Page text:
On the first day of the festival, Bhandarkar was also part of a panel discussion with veteran Indian actor Om Puri and a host of their Pakistani counterparts, who talked about how film exchange between India and Pakistan can help both industries grow.
All praise for the important points raised in the session, Bhandarkar is open to the idea of the cross-exchange of Pakistani and Indian talent.
“A lot of actors, actresses are doing very well in India and I’m very happy about it. I think there should be more cultural ties [between] both peoples. Pakistani films are being shown there, your artists are working there. I saw Bol and Khuda Ke Liye in the theatre myself.”
But what about the fact that this exchange has been one-sided so far? What needs to be done to open up the Indian market for Pakistani content?
“To open the ground for more exchange of films, there have to be [stronger] cultural ties between the two countries and representatives from the film world in India and Pakistan should sit together," proposed Bhandarkar.
"Not just films, art is rich; it can be painting, fashion shows, songs, theatre and so many things. There has to be a cell with filmmakers from India and Pakistan [who can work out cultural exchange between the two countries]. Governments are busy with their own affairs, so obviously they don’t have much time to think [about it]."
Bhandarkar believes film has always been a bridge between people across the world and that art has no boundaries.
"There has to be a cell between the two countries with filmmakers from India and Pakistan [who can work out cultural exchange between the two countries]. Governments are busy with their own affairs, so obviously they don’t have much time to think [about it]."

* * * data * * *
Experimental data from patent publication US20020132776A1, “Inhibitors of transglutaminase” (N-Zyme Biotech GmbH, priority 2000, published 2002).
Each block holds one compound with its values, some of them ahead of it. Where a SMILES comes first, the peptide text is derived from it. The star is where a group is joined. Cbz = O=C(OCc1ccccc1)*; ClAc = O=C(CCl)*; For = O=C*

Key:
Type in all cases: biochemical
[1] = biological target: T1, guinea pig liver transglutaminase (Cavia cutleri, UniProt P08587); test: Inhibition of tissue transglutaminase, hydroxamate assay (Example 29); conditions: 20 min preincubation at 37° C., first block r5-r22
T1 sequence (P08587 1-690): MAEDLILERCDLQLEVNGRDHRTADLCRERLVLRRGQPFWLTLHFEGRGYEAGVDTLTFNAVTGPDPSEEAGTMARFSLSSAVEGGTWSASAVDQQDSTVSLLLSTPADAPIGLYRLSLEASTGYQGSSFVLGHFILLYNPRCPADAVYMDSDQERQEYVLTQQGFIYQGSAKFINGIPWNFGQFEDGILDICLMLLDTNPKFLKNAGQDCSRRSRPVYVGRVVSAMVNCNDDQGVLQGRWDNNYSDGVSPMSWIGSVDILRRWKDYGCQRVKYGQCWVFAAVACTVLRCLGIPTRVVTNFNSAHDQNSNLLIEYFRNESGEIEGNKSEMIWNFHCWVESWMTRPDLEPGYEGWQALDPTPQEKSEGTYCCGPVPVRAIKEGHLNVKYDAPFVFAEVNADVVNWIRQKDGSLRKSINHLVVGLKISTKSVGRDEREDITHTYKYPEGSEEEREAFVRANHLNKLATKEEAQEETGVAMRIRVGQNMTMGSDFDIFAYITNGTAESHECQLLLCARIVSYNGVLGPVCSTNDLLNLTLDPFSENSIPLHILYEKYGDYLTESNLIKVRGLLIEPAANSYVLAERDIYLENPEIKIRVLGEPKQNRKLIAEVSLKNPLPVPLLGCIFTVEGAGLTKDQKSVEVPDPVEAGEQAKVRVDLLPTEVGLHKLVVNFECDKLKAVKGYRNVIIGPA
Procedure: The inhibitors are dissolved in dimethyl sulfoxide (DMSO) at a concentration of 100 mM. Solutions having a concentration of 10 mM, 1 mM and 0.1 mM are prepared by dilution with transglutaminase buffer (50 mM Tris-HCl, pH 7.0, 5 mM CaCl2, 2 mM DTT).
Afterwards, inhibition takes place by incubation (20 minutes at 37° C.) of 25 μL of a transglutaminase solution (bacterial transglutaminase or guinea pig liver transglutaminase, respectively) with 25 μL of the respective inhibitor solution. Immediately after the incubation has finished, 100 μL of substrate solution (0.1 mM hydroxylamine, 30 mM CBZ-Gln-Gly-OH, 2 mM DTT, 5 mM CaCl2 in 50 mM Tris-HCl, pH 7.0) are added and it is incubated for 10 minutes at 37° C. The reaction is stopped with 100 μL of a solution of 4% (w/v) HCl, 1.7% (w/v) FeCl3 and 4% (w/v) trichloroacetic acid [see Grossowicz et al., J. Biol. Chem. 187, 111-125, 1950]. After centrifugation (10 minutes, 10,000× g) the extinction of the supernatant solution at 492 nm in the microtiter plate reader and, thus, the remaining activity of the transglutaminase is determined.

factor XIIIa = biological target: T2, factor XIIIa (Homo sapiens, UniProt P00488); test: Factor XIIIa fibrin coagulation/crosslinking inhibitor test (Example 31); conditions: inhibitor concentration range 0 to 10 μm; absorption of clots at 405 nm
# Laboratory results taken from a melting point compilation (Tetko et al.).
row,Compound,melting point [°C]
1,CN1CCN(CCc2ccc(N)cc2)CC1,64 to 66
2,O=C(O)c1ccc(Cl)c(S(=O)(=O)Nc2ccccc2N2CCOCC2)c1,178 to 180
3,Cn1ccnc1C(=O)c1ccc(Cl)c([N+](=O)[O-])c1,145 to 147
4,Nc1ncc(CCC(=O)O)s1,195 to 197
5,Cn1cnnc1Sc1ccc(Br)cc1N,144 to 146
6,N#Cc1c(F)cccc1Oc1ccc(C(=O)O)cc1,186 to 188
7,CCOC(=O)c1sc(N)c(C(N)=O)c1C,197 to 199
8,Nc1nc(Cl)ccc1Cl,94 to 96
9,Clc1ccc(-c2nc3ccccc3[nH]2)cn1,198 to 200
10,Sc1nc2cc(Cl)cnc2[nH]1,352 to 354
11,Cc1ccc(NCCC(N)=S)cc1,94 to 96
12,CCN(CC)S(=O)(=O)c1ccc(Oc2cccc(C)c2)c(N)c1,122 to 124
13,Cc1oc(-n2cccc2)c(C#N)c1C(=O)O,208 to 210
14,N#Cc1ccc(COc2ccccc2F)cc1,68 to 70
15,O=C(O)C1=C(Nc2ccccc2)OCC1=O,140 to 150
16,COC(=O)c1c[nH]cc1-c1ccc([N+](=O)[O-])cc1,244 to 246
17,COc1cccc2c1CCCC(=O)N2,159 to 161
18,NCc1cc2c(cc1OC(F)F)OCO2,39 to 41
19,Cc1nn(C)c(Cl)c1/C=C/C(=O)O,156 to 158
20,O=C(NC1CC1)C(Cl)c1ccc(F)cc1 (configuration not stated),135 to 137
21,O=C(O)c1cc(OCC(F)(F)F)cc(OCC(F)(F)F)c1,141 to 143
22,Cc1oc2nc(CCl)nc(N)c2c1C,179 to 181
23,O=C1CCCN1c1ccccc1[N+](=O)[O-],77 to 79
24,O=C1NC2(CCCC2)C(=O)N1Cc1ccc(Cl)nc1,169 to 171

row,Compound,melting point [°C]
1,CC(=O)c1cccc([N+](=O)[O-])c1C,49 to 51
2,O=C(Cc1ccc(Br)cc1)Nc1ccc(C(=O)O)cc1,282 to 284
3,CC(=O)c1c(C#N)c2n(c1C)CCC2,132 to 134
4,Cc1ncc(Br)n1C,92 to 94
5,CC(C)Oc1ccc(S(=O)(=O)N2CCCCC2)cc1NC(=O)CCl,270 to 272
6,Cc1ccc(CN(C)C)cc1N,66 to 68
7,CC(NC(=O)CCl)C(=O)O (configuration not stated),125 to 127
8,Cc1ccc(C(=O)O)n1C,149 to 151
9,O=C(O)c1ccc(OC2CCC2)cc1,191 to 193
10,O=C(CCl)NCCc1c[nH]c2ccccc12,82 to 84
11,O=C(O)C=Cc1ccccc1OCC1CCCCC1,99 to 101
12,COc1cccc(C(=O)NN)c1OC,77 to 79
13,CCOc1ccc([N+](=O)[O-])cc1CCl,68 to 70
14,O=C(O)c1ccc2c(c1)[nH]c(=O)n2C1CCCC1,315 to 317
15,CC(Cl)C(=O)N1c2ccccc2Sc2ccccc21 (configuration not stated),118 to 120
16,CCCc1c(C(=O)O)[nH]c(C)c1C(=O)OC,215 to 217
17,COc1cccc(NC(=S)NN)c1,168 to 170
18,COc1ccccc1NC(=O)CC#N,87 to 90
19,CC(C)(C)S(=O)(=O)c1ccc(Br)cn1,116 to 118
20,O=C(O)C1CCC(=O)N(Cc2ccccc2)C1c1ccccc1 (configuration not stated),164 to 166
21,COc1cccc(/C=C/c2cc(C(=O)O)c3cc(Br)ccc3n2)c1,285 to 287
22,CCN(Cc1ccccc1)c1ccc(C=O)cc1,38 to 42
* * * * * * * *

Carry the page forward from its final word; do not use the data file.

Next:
“We see Italian and Spanish films with subtitles. Art is something you are just attracted to and when you like something you appreciate it. I’ve been a video cassette library boy, delivering video cassettes. I remember in the '80s, Pakistani serials such as Dhoop Kinaray, Baqra Qiston Pe, all these were huge hits. Umer Sharif was a big hit in every household and so was Moeen (Akhtar) bhai. Everybody knew who they were. Reshma, Abida Perveen jee are so popular all over the world.”
Now that India’s Zee Zindagi channel has dedicated airtime to Pakistani dramas and some of Pakistan's recent films have also been screened there, Bhandarkar said he has loved the little bit of content from across the border he’s come across.
“I have not got to see too much, but whatever I’ve seen I’ve loved the content, the drama. Culturally, we’re definitely the same. We may have a different religion, but we still have that maa, baap, chacha, chachi, phuppa, phuppi, cousins, saas, bahu [culture] between us. We’re quite deep-rooted that way. We’ve been one country; there’s just a divide in between,” he said about Pakistan and India's shared culture.
As a parting note, Bhandarkar said he was going to start working on his next projects from next month and his fans will soon hear some good news.